Keystone pipeline rejected over politics, say Republicans
Obama says he rejected the Keystone pipeline because mandated deadlines would not allow proper a fair review, but Republicans are accusing him of putting politics ahead of sound policy.
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The State Department said the decision was made "without prejudice," meaning TransCanada can submit a new application once a new route is established. Russ Girling, TransCanada's president and chief executive officer, said the company plans to do exactly that. If approved, the pipeline could begin operation as soon as 2014, Girling said.Skip to next paragraph
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It did not take long for the Republicans seeking Obama's job to slam him.
Newt Gingrich, campaigning for the Republican presidential nomination in South Carolina, called Obama's decision "stunningly stupid," adding: "What Obama has done is kill jobs, weaken American security and drive Canada into the arms of China out of just sheer stupidity."
Republican presidential front-runner Mitt Romney said the decision was "as shocking as it is revealing. It shows a president who once again has put politics ahead of sound policy."
Project supporters say U.S. rejection of the pipeline would not stop it from being built. Canadian Prime Minister Stephen Harper has said Canada is serious about building a pipeline to its West Coast, where oil could be shipped to China and other Asian markets.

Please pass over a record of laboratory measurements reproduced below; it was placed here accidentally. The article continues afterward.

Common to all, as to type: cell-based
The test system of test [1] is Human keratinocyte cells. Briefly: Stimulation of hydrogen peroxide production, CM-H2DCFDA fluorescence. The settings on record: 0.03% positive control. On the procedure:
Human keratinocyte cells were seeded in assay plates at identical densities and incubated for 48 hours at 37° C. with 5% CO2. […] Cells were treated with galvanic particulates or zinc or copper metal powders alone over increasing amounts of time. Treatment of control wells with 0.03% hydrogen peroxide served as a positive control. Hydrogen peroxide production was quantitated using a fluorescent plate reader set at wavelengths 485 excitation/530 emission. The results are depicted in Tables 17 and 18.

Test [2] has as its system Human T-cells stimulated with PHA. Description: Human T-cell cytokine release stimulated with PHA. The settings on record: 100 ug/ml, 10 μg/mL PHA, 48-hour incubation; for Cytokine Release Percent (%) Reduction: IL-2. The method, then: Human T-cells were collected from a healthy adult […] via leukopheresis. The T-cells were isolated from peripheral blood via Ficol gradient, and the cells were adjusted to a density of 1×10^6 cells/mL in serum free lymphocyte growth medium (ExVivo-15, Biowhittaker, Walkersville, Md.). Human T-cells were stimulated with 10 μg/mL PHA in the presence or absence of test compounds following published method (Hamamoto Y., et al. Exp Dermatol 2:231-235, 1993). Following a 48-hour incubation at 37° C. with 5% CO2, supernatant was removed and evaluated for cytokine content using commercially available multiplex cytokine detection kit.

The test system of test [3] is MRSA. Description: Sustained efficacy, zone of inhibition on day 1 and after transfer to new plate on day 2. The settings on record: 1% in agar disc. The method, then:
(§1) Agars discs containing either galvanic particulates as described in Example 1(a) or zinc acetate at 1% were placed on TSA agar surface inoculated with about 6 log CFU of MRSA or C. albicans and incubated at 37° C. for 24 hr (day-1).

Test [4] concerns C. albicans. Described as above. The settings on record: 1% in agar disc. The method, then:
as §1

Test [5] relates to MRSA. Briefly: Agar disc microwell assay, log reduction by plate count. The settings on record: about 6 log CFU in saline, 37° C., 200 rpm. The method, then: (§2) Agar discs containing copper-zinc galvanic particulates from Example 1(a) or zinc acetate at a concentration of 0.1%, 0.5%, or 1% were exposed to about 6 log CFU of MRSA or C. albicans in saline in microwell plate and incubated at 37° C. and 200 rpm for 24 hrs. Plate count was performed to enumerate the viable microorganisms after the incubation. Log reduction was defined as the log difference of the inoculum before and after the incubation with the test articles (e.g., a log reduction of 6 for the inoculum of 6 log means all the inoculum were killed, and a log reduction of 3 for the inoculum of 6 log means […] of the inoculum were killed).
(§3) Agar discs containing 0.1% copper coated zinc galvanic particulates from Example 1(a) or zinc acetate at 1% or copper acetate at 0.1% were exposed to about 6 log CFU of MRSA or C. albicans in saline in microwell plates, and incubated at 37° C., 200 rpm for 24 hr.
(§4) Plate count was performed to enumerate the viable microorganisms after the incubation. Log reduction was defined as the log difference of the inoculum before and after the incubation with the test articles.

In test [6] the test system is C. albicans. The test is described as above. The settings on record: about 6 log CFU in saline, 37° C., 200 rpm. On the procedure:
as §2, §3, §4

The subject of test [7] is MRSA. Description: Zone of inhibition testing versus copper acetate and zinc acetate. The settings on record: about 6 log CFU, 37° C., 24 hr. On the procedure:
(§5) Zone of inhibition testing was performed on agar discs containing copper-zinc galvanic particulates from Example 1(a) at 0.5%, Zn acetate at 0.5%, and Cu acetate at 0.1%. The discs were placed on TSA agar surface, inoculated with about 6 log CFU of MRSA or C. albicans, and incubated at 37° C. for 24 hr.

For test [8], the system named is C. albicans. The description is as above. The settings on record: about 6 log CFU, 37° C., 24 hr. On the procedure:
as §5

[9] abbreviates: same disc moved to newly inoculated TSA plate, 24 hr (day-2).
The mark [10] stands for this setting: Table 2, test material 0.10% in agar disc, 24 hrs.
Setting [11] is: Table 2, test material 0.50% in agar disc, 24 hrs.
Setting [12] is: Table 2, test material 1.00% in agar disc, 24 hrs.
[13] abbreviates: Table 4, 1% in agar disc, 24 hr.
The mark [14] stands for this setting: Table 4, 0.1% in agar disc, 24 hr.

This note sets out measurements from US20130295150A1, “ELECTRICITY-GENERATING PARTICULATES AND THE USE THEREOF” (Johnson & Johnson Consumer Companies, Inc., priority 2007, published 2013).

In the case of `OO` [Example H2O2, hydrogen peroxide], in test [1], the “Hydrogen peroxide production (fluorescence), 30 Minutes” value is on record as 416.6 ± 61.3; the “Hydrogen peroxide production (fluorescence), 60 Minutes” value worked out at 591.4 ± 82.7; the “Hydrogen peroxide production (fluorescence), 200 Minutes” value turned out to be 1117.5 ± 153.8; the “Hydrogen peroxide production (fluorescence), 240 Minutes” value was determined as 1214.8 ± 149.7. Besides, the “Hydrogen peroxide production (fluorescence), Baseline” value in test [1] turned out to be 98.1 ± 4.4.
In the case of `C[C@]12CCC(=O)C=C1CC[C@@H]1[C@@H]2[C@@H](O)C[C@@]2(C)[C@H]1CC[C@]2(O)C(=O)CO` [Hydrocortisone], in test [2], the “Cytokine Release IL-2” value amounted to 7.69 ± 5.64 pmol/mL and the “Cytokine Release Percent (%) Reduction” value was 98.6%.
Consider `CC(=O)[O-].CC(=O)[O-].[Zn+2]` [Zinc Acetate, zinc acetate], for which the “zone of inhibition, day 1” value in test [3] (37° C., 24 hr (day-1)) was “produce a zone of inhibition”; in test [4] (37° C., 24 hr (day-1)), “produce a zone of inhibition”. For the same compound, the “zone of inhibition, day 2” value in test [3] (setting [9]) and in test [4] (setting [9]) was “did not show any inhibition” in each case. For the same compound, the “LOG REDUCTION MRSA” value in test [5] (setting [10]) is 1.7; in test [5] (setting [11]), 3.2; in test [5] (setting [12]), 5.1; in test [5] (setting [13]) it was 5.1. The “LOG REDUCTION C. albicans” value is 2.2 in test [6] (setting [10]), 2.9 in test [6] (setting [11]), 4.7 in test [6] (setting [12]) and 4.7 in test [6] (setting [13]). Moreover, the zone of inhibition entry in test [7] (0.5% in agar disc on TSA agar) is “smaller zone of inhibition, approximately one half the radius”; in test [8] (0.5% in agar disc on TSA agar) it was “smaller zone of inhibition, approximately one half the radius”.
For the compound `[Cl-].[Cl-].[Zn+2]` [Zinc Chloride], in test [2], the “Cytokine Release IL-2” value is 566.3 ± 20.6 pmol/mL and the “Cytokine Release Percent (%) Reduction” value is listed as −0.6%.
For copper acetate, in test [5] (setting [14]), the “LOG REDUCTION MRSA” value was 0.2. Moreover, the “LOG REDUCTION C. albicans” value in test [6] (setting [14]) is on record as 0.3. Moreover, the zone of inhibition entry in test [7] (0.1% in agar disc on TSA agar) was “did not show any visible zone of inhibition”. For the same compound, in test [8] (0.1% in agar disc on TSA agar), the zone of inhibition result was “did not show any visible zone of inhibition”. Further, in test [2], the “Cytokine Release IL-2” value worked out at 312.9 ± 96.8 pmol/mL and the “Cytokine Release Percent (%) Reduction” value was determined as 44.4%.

Harper on Wednesday told Obama he was profoundly disappointed that Obama turned down the pipeline, Harper's office said.
Alex Pourbaix, TransCanada's president for energy and oil pipelines, said last week the company soon will have a new route through Nebraska "that everyone agrees on."
The pipeline is a dicey proposition for Obama, who enjoyed strong support from both organized labor and environmentalists in his winning 2008 campaign for the White House.
Environmental advocates have made it clear that approval of the pipeline would dampen their enthusiasm for Obama in the upcoming November election. Some liberal donors even threatened to cut off funds to Obama's re-election campaign to protest the project, which opponents say would transport "dirty oil" that requires huge amounts of energy to extract.
But by rejecting the pipeline, Obama risks losing support from organized labor, a key part of the Democratic base, for thwarting thousands of jobs.
"The score is Job-Killers, two; American workers, zero," said Terry O'Sullivan, general president of the Laborers' International Union of North America.
O'Sullivan called the decision "politics at its worst" and said, "Blue collar construction workers across the U.S. will not forget this."